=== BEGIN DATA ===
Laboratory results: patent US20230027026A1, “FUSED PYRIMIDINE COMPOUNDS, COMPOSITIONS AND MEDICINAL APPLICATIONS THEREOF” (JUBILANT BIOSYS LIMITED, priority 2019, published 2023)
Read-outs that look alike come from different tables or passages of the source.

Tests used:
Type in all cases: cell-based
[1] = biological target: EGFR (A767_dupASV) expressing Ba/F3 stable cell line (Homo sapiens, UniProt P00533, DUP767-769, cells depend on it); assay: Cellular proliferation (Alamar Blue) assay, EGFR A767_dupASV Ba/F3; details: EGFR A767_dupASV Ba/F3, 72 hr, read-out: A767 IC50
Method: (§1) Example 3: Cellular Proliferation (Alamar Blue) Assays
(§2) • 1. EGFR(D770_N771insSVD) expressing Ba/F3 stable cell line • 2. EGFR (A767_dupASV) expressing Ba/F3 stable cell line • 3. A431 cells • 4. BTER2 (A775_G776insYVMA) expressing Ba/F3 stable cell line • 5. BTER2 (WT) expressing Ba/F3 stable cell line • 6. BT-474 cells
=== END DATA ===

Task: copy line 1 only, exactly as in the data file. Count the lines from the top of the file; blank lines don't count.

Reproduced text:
Laboratory results: patent US20230027026A1, “FUSED PYRIMIDINE COMPOUNDS, COMPOSITIONS AND MEDICINAL APPLICATIONS THEREOF” (JUBILANT BIOSYS LIMITED, priority 2019, published 2023)